And one laden with every kind of foodstuff imaginable.

I blink again, staring in disbelief.  There’s a series of full, cooked, roast chickens, lined all along the table in its centre, guarding a majestic turkey in the middle.  Pheasants, and duck, and geese, salmon and cod, plates of bacon and German-style sausages, bowls of scrambled egg, side plates of whole bread, apples, and pears, and strawberries, and oranges, goblets of wine and spirits, crystal glasses of ice cream and sweets, steaming potatoes, and turnip, and cabbage, glasses of whisky.  Everything the human taste buds could grow excited for is there before me.  Waiting.  Calling.  Tempting.  Begging to be lifted and devoured.  I feel saliva start to pour into my mouth at the sight of it all.

I’m just starting to come to the realisation that I must be in a dream, when a sudden movement behind the parade of cooked birds startles me, and I see a shape rise from a sitting position on the opposite side of the table.  Rising from shadow, and into the full light of the fire.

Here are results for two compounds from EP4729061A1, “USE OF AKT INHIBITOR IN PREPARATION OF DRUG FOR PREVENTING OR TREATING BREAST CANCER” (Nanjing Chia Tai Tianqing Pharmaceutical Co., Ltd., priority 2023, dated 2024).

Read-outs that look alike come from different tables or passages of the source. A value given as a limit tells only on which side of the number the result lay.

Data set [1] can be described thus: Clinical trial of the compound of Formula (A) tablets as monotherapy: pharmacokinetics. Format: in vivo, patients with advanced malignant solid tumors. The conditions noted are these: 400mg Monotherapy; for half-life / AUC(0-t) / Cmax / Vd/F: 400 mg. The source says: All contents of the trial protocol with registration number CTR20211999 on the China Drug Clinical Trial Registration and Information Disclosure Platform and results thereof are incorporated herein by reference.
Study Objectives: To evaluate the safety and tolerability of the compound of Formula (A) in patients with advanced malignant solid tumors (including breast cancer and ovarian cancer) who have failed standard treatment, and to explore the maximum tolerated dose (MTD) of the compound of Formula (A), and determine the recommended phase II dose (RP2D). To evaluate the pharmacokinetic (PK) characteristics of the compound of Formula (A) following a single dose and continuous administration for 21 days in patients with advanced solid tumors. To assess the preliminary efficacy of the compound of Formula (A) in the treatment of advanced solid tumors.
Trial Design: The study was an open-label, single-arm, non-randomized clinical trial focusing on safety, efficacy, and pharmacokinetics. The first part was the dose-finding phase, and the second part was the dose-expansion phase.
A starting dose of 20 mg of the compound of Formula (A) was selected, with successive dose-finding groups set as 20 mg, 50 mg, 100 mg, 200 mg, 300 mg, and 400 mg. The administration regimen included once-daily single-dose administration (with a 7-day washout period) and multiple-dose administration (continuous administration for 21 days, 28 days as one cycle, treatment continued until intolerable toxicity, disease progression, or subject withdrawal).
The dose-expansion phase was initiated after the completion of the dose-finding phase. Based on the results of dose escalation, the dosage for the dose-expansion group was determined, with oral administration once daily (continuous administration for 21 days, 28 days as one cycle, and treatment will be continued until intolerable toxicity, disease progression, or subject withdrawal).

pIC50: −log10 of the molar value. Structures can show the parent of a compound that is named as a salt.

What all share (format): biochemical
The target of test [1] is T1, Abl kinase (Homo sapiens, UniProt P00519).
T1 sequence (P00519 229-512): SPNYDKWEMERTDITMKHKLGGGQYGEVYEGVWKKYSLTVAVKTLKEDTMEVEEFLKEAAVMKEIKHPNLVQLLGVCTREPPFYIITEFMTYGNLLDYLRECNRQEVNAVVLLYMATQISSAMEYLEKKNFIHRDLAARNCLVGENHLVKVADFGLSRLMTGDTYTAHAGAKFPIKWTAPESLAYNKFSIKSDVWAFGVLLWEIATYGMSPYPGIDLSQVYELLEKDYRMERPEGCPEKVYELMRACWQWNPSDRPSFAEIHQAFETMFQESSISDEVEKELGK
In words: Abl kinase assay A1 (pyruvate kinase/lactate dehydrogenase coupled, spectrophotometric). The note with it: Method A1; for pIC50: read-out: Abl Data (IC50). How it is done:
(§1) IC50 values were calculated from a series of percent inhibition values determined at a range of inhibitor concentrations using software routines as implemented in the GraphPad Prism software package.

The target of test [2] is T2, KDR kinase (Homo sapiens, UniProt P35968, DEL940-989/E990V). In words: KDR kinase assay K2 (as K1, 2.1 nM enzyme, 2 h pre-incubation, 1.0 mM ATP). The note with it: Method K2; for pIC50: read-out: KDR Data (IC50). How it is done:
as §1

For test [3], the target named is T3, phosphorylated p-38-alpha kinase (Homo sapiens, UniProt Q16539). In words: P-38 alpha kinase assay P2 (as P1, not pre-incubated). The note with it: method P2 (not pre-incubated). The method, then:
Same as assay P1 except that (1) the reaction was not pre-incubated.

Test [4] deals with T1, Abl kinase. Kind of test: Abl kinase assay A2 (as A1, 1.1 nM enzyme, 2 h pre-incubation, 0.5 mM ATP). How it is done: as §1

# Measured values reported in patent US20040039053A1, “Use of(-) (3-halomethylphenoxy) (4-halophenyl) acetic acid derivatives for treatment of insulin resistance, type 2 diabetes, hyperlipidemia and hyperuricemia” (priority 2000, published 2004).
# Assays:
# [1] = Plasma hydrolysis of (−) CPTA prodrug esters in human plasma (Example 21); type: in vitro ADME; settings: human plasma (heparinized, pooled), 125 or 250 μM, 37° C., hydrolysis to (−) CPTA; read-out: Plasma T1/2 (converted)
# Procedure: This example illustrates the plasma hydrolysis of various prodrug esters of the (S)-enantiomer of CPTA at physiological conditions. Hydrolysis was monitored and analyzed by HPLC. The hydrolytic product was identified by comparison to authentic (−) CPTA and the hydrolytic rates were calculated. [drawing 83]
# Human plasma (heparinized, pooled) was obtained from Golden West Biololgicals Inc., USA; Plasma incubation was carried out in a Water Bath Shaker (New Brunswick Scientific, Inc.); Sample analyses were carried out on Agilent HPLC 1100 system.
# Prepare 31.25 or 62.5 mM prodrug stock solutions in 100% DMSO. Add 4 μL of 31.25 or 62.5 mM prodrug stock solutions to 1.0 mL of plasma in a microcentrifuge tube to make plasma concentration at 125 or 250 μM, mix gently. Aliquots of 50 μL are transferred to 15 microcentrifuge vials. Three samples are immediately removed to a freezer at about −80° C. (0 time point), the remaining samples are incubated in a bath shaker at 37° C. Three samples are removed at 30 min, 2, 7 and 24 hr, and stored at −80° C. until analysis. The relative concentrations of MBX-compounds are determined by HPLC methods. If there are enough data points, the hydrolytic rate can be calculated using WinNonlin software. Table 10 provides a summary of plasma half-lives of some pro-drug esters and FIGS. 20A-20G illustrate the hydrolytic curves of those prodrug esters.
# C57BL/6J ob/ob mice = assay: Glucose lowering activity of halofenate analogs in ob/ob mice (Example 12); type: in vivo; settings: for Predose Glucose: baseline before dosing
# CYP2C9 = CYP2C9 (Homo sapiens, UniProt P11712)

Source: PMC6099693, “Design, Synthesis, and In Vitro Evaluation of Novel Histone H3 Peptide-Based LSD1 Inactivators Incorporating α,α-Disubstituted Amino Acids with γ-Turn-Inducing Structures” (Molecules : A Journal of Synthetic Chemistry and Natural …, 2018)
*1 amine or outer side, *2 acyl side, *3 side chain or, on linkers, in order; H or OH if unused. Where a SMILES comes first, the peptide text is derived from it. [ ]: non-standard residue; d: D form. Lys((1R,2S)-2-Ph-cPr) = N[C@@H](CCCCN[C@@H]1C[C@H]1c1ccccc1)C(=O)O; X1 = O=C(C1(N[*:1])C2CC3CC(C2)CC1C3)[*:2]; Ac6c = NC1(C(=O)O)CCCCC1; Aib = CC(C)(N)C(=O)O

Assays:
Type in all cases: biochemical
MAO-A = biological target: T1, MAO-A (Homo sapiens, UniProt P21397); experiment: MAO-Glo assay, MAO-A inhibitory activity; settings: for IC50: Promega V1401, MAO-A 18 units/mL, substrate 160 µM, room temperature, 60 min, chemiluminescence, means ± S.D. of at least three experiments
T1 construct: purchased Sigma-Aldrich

A giant of a man, reaching halfway to the ceiling, no mean feat given its height.  Flowing red locks of hair, and a beard hiding half his face, forest-green robes hanging from his bulging frame.  Eyes fixed on me as he stands, boring into me as I see something like a smile form behind the facial hair, and brace myself for the booming voice that must be about to come, as he opens his mouth to speak.

‘Not sure where to start?’ he asks, nodding to the banquet.

I swallow.  ‘Something like that.’